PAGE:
Microsoft lowers cost of office suits

August 28, 2008

, NAIROBI, August 28 – Computer giant Microsoft has announced a 40 percent reduction of prices for its Home and Student version of Office 2007 application software.

Microsoft Marketing Manager for East and Southern Africa David Ndung’u said Thursday that the reduction was in line with the corporation’s objective of increasing technology penetration in the world under the ‘Microsoft Unlimited Potential Program’ banner.

“Microsoft is already a very profitable organization. What we want is to be relevant to our local markets,” Ndung’u noted.

The suite which was retailing at an equivalent of Sh11, 500 will now go for Sh6, 700.

It includes applications such as Microsoft Office Word 2007, Excel 2007, PowerPoint 2007 and Office One Note 2007.

However, Ndung’u explained, the offer didn’t include the operating system.

The initiative aims to reach the next one billion people globally by 2015.

Observing that there were only about one billion computer users in the world, Ndungu said their vision was to raise that number to over five billion people.

He cited the high piracy levels in developing markets that were mostly triggered by high product costs, and hoped that lower would enable customers to access legitimate products.

“We believe that it will allow more people to take advantage of the use of productivity tools found in this product and it will ease the availability of genuine products to customers,” he said.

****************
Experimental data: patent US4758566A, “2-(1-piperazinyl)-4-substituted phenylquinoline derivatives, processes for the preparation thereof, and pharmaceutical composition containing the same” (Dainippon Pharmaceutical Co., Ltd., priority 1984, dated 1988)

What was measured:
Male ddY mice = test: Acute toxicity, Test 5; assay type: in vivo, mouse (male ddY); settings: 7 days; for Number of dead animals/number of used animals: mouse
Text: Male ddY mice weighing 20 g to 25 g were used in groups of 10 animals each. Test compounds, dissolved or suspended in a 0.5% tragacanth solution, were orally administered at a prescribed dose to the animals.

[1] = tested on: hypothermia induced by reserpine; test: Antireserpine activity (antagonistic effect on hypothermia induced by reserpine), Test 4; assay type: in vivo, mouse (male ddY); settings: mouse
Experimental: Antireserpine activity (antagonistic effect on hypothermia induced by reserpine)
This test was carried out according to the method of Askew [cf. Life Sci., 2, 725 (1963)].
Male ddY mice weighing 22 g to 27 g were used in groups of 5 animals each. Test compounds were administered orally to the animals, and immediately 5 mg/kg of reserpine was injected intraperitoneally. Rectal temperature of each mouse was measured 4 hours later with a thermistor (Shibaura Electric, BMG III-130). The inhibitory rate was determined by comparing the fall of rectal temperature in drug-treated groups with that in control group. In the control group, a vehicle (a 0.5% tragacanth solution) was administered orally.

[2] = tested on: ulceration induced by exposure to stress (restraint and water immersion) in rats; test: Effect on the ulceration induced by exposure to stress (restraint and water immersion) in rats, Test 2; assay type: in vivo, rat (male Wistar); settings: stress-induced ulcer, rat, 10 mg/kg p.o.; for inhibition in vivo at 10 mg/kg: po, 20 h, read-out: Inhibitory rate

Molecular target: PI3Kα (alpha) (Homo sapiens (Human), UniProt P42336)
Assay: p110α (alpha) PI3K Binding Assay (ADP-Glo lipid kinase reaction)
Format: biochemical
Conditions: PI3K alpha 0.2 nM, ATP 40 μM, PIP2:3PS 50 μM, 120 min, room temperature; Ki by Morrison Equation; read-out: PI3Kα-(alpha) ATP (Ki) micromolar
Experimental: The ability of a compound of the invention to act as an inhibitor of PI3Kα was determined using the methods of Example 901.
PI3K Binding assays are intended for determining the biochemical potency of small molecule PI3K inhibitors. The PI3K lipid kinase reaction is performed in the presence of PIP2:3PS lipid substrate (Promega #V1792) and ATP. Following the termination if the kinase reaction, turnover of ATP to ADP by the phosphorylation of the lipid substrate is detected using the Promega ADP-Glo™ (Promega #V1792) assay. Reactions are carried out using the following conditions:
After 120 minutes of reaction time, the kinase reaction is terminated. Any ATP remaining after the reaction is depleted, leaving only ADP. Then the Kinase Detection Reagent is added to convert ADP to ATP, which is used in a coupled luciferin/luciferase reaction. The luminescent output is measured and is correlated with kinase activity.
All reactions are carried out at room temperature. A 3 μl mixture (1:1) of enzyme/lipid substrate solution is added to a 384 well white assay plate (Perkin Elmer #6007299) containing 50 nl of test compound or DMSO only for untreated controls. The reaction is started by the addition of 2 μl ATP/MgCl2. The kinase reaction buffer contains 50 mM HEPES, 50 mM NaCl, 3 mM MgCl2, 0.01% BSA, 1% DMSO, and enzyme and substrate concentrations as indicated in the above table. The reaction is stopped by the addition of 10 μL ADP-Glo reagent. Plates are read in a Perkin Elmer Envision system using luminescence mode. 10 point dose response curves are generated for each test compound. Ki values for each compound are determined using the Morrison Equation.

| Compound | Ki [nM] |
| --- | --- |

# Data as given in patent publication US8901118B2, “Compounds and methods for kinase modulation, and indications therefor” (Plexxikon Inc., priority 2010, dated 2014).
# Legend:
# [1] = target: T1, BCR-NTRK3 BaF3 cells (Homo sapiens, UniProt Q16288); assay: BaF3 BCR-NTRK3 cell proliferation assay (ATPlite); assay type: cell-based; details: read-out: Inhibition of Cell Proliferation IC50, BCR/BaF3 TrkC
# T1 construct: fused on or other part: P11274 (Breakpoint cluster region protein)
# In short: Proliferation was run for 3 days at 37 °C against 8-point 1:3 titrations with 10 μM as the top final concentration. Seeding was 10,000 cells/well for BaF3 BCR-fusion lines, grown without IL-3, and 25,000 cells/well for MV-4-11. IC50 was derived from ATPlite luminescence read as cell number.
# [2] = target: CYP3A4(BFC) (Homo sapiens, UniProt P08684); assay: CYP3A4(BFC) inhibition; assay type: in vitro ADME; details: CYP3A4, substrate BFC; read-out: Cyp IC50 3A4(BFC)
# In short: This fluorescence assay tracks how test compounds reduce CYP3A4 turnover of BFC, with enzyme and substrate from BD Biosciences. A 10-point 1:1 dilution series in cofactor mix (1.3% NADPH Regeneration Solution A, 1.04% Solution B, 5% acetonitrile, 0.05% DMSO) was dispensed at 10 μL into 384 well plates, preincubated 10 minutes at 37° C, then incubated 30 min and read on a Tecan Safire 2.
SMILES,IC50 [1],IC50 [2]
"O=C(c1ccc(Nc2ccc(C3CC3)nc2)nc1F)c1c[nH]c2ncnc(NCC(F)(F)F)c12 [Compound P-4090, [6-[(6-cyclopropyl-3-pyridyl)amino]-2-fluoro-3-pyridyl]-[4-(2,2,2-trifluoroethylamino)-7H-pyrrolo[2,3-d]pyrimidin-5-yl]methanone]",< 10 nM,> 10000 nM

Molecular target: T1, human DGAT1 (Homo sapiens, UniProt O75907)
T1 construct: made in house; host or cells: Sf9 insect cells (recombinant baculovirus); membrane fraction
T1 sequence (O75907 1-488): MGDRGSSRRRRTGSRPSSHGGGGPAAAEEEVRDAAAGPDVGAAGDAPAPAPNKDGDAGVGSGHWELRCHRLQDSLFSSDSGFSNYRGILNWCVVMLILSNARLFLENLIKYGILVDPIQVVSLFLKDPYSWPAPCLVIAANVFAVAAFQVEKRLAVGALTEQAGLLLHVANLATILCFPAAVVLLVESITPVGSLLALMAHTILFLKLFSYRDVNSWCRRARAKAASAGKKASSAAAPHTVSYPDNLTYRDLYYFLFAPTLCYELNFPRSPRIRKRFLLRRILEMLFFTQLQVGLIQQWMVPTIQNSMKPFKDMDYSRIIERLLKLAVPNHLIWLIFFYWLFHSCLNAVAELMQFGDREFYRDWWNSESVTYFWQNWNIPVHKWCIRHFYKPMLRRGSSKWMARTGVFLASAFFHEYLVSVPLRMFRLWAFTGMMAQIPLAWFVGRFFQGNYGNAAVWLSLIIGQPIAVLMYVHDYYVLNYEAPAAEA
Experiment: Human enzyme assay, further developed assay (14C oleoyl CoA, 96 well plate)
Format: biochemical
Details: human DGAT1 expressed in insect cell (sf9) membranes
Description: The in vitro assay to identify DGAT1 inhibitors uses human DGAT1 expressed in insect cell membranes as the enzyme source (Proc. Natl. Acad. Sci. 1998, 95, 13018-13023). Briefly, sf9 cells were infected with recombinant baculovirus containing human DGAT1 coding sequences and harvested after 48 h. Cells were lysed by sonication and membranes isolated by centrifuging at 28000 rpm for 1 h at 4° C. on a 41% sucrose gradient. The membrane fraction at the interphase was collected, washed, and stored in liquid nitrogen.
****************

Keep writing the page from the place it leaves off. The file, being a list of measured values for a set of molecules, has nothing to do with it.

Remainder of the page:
Ndung’u was, however, quick to point out that small businesses and cyber cafés would not benefit from the price drop, explaining that they fell under a different market segment, which has its own pricing structure.

He nonetheless pledged that the corporation would continue to review their structures downwards to ensure that they respond to the need of the market.

On what measures the company was taking to spur innovation and help local software developers, Ndung’u said they were engaging the developers in different forums and providing them with development tools.

“Since we set up office here about 12 years ago, we created a user group of developers and provide an environment for them to meet,” he said of the group that meets on a monthly basis.

He underscored the success of their efforts which had seen some local applications created and used in local organization such as the tea, pork and flower industries.

Ndung’u added that they were working with the Kenya Copyrights Board to create awareness on protection of inventions.

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